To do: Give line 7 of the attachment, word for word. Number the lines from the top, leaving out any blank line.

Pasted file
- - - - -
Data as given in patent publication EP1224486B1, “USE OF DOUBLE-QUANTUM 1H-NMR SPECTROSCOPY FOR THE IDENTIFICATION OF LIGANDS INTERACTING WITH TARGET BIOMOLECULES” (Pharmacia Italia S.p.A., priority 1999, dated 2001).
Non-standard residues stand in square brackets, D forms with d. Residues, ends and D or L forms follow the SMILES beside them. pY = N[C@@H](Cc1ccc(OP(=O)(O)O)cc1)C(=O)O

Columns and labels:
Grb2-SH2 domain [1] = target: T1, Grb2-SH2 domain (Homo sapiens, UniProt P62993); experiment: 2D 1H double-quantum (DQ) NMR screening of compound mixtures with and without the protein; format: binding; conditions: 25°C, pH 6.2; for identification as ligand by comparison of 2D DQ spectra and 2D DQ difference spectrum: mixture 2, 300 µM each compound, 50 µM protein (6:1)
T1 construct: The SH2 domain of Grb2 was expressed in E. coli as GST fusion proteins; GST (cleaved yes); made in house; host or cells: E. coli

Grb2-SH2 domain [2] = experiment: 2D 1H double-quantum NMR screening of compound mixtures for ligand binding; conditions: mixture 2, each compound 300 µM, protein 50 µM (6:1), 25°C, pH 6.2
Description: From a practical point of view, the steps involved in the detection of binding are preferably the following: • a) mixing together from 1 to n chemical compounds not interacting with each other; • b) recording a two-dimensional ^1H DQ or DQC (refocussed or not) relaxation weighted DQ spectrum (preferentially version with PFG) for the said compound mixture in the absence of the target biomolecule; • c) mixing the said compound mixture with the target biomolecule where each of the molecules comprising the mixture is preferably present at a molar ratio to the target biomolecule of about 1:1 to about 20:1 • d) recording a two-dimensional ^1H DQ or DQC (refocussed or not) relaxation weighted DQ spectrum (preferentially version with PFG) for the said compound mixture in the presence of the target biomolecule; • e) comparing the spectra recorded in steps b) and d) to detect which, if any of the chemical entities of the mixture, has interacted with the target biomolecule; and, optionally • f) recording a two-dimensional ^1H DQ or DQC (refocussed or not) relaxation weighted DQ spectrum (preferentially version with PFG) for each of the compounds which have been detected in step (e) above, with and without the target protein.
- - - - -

Description: From a practical point of view, the steps involved in the detection of binding are preferably the following: • a) mixing together from 1 to n chemical compounds not interacting with each other; • b) recording a two-dimensional ^1H DQ or DQC (refocussed or not) relaxation weighted DQ spectrum (preferentially version with PFG) for the said compound mixture in the absence of the target biomolecule; • c) mixing the said compound mixture with the target biomolecule where each of the molecules comprising the mixture is preferably present at a molar ratio to the target biomolecule of about 1:1 to about 20:1 • d) recording a two-dimensional ^1H DQ or DQC (refocussed or not) relaxation weighted DQ spectrum (preferentially version with PFG) for the said compound mixture in the presence of the target biomolecule; • e) comparing the spectra recorded in steps b) and d) to detect which, if any of the chemical entities of the mixture, has interacted with the target biomolecule; and, optionally • f) recording a two-dimensional ^1H DQ or DQC (refocussed or not) relaxation weighted DQ spectrum (preferentially version with PFG) for each of the compounds which have been detected in step (e) above, with and without the target protein.